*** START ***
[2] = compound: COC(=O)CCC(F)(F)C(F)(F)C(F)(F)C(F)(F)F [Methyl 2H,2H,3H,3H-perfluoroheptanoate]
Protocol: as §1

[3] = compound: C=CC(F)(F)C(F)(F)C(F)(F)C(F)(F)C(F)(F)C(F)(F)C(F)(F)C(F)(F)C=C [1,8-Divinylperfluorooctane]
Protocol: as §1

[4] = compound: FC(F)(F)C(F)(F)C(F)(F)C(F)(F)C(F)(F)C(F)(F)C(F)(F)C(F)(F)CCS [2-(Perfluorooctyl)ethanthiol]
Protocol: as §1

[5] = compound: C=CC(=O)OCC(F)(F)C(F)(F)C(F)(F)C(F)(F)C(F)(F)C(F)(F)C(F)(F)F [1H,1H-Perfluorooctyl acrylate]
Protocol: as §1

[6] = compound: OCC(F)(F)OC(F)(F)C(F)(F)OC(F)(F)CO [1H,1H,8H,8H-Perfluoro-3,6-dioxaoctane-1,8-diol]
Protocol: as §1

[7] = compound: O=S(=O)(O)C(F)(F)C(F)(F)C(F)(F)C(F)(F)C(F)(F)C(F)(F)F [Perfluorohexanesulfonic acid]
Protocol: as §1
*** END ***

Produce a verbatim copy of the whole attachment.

[2] = compound: COC(=O)CCC(F)(F)C(F)(F)C(F)(F)C(F)(F)F [Methyl 2H,2H,3H,3H-perfluoroheptanoate]
Protocol: as §1

[3] = compound: C=CC(F)(F)C(F)(F)C(F)(F)C(F)(F)C(F)(F)C(F)(F)C(F)(F)C(F)(F)C=C [1,8-Divinylperfluorooctane]
Protocol: as §1

[4] = compound: FC(F)(F)C(F)(F)C(F)(F)C(F)(F)C(F)(F)C(F)(F)C(F)(F)C(F)(F)CCS [2-(Perfluorooctyl)ethanthiol]
Protocol: as §1

[5] = compound: C=CC(=O)OCC(F)(F)C(F)(F)C(F)(F)C(F)(F)C(F)(F)C(F)(F)C(F)(F)F [1H,1H-Perfluorooctyl acrylate]
Protocol: as §1

[6] = compound: OCC(F)(F)OC(F)(F)C(F)(F)OC(F)(F)CO [1H,1H,8H,8H-Perfluoro-3,6-dioxaoctane-1,8-diol]
Protocol: as §1

[7] = compound: O=S(=O)(O)C(F)(F)C(F)(F)C(F)(F)C(F)(F)C(F)(F)C(F)(F)F [Perfluorohexanesulfonic acid]
Protocol: as §1